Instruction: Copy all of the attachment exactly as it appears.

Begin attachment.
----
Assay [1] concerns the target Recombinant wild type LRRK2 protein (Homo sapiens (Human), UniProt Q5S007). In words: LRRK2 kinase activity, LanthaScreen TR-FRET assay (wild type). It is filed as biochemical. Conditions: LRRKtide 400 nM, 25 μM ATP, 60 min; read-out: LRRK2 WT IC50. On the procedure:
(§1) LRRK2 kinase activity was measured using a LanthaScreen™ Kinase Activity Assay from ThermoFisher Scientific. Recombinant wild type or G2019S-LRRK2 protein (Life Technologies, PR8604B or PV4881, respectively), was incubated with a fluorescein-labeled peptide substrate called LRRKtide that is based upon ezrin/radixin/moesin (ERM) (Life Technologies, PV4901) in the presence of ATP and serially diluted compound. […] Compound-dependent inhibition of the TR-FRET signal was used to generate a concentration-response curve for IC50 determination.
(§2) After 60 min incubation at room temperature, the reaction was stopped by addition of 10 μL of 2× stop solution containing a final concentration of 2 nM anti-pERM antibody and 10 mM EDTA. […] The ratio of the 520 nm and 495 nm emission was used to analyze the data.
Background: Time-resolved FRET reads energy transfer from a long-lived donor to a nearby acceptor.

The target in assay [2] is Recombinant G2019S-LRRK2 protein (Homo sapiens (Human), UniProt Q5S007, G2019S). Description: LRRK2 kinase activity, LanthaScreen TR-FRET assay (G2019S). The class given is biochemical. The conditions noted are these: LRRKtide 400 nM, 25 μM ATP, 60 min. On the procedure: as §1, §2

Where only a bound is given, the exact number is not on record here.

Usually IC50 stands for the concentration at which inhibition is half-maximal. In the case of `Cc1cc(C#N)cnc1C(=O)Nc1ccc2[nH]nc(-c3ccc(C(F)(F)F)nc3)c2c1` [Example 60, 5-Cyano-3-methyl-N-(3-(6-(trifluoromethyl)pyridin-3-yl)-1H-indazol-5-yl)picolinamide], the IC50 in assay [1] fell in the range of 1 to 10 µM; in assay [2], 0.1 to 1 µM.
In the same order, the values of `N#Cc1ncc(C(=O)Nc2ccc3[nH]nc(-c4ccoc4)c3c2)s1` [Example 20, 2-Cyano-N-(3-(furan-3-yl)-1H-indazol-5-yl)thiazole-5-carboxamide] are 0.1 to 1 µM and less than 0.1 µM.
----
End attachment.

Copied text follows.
Assay [1] concerns the target Recombinant wild type LRRK2 protein (Homo sapiens (Human), UniProt Q5S007). In words: LRRK2 kinase activity, LanthaScreen TR-FRET assay (wild type). It is filed as biochemical. Conditions: LRRKtide 400 nM, 25 μM ATP, 60 min; read-out: LRRK2 WT IC50. On the procedure:
(§1) LRRK2 kinase activity was measured using a LanthaScreen™ Kinase Activity Assay from ThermoFisher Scientific. Recombinant wild type or G2019S-LRRK2 protein (Life Technologies, PR8604B or PV4881, respectively), was incubated with a fluorescein-labeled peptide substrate called LRRKtide that is based upon ezrin/radixin/moesin (ERM) (Life Technologies, PV4901) in the presence of ATP and serially diluted compound. […] Compound-dependent inhibition of the TR-FRET signal was used to generate a concentration-response curve for IC50 determination.
(§2) After 60 min incubation at room temperature, the reaction was stopped by addition of 10 μL of 2× stop solution containing a final concentration of 2 nM anti-pERM antibody and 10 mM EDTA. […] The ratio of the 520 nm and 495 nm emission was used to analyze the data.
Background: Time-resolved FRET reads energy transfer from a long-lived donor to a nearby acceptor.

The target in assay [2] is Recombinant G2019S-LRRK2 protein (Homo sapiens (Human), UniProt Q5S007, G2019S). Description: LRRK2 kinase activity, LanthaScreen TR-FRET assay (G2019S). The class given is biochemical. The conditions noted are these: LRRKtide 400 nM, 25 μM ATP, 60 min. On the procedure: as §1, §2

Where only a bound is given, the exact number is not on record here.

Usually IC50 stands for the concentration at which inhibition is half-maximal. In the case of `Cc1cc(C#N)cnc1C(=O)Nc1ccc2[nH]nc(-c3ccc(C(F)(F)F)nc3)c2c1` [Example 60, 5-Cyano-3-methyl-N-(3-(6-(trifluoromethyl)pyridin-3-yl)-1H-indazol-5-yl)picolinamide], the IC50 in assay [1] fell in the range of 1 to 10 µM; in assay [2], 0.1 to 1 µM.
In the same order, the values of `N#Cc1ncc(C(=O)Nc2ccc3[nH]nc(-c4ccoc4)c3c2)s1` [Example 20, 2-Cyano-N-(3-(furan-3-yl)-1H-indazol-5-yl)thiazole-5-carboxamide] are 0.1 to 1 µM and less than 0.1 µM.